Denisse Miramon says it's her father, not the landlord, who has repaired leak-damaged walls, ceilings and floors at her family's $998 a month rent stabilized apartment, on Huron Street in Greenpoint.

It's an apartment she says that's been plagued with mold, rusty fixtures, and leaks from excessive humidity.

"The ceiling was Very moldy and it would always leak to the point where my dad had to. He fixed it multiple times my dad, but it came to the point where it was just falling in so much leaking that he put up on my dad put a plastic cover on it until the landlord came and fixed it,” said Miramon.

Miramon and the buildings other tenants, who are Latino families, said at a rally Tuesday afternoon that the Landlord's failure to make proper repairs is an effort to drive them out, so he can sell the building for millions of Dollars, in a neighborhood transformed by gentrification.

“Suddenly since it became a boom, my house has been neglected for far too long,” said Miramon.

Other tenants tell similar horror stories about their living conditions.

Maria Galicia said her bathroom ceiling collapsed while her husband brushed his teeth.

Listings for the 6-unit building show a $3.5 million-dollar asking price.

One of the selling points for that listing is, that the "building will be delivered vacant."  

Now tenants are asking a housing judge on Wednesday to take building management out of the landlord's hands, and allow another company to handle the repairs.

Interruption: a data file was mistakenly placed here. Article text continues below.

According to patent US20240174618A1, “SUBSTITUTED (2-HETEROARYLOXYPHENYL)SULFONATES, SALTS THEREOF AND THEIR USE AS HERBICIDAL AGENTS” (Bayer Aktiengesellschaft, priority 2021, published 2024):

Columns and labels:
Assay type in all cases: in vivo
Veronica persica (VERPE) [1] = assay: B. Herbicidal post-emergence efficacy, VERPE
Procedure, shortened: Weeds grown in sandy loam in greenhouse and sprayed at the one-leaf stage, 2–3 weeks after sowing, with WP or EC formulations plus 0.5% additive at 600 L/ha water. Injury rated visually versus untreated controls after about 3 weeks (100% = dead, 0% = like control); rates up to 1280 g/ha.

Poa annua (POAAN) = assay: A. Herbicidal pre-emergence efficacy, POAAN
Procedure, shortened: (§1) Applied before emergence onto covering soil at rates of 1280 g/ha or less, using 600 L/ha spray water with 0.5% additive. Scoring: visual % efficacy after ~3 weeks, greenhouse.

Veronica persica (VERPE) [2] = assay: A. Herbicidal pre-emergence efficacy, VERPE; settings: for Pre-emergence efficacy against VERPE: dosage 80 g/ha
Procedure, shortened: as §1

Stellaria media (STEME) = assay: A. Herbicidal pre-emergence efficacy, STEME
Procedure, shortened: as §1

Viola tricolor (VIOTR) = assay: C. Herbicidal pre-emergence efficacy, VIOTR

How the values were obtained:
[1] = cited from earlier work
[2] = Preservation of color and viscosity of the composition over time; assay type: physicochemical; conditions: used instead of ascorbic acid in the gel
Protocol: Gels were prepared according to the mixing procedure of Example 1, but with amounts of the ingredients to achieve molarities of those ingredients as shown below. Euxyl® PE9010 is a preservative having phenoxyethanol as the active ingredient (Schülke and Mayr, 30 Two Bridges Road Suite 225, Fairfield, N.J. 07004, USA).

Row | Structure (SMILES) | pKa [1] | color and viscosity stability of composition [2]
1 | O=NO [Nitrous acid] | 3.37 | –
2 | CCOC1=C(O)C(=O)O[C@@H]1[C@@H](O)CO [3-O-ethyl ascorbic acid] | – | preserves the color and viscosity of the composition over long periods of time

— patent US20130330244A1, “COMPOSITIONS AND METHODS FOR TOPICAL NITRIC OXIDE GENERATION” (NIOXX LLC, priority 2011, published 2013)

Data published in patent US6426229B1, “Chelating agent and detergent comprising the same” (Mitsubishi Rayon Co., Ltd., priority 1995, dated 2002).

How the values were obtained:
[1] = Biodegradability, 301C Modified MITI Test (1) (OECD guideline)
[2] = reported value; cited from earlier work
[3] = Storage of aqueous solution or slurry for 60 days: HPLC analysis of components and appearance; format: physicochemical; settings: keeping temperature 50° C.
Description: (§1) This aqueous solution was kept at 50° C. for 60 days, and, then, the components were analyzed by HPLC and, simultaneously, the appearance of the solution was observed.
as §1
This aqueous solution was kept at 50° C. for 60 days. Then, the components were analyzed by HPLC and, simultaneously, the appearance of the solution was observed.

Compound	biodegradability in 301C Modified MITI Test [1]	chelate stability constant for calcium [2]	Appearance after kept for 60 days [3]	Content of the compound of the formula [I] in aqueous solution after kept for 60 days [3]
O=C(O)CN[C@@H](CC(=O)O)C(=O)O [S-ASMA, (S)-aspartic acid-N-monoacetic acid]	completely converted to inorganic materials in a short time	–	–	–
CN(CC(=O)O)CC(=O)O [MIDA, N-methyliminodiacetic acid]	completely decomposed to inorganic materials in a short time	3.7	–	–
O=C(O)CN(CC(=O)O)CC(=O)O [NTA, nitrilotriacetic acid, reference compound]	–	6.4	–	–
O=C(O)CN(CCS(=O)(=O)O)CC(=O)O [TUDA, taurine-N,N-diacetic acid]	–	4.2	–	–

"The landlord thought he would make a profit by putting us on Notice that this building would be sold vacant but I guess we're going to give him a notice today that it won't be sold vacant because these families will stay here," said Councilman Antonio Reynoso.

An attorney for building owner Rogelio Domenech, said that as far as he knew, the landlord "most certainly never agreed to sell the place vacant" and suggested contacting the broker. A seller’s representative on the listing did not respond to questions from NY1.

The attorney, Alex Rodriguez, said tenants in the past never complained. But a flood of complaints came in earlier this year when the building went on the market.  

"The tenants themselves are responsible for things like destroying the property and overcrowding and the same tenants who are now bringing suit for this reason, I think it essentially it sounds like they were scared of being evicted and then, my understanding of the consulted attorneys who sort of drove this case to where it is now, it's sad and unnecessary," said Rodriguez.

The tenants, meanwhile, say that despite the attempt to sell, they plan to stay, refusing to be run out of their home and neighborhood.